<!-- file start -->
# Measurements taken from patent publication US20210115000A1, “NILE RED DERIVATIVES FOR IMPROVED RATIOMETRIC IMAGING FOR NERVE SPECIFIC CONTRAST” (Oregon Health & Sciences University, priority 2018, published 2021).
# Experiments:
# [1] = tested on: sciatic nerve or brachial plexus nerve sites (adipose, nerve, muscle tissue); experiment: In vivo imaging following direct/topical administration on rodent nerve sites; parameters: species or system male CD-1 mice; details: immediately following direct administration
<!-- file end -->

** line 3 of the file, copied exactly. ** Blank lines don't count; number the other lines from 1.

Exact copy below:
# [1] = tested on: sciatic nerve or brachial plexus nerve sites (adipose, nerve, muscle tissue); experiment: In vivo imaging following direct/topical administration on rodent nerve sites; parameters: species or system male CD-1 mice; details: immediately following direct administration